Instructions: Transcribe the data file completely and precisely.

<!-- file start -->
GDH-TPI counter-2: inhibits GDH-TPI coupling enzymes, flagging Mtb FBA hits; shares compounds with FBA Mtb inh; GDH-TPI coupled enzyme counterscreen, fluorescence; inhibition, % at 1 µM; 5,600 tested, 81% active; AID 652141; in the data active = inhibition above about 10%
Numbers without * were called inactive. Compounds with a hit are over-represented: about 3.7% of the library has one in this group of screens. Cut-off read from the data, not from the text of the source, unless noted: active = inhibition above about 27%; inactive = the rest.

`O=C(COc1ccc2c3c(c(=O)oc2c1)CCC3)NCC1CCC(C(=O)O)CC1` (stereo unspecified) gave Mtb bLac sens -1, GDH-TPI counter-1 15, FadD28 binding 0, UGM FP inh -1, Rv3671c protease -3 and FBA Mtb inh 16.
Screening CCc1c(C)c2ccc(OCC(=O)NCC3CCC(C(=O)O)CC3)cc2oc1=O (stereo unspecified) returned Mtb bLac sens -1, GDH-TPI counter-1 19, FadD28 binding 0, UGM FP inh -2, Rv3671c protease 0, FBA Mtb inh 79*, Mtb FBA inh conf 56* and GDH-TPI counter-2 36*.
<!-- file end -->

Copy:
GDH-TPI counter-2: inhibits GDH-TPI coupling enzymes, flagging Mtb FBA hits; shares compounds with FBA Mtb inh; GDH-TPI coupled enzyme counterscreen, fluorescence; inhibition, % at 1 µM; 5,600 tested, 81% active; AID 652141; in the data active = inhibition above about 10%
Numbers without * were called inactive. Compounds with a hit are over-represented: about 3.7% of the library has one in this group of screens. Cut-off read from the data, not from the text of the source, unless noted: active = inhibition above about 27%; inactive = the rest.

`O=C(COc1ccc2c3c(c(=O)oc2c1)CCC3)NCC1CCC(C(=O)O)CC1` (stereo unspecified) gave Mtb bLac sens -1, GDH-TPI counter-1 15, FadD28 binding 0, UGM FP inh -1, Rv3671c protease -3 and FBA Mtb inh 16.
Screening CCc1c(C)c2ccc(OCC(=O)NCC3CCC(C(=O)O)CC3)cc2oc1=O (stereo unspecified) returned Mtb bLac sens -1, GDH-TPI counter-1 19, FadD28 binding 0, UGM FP inh -2, Rv3671c protease 0, FBA Mtb inh 79*, Mtb FBA inh conf 56* and GDH-TPI counter-2 36*.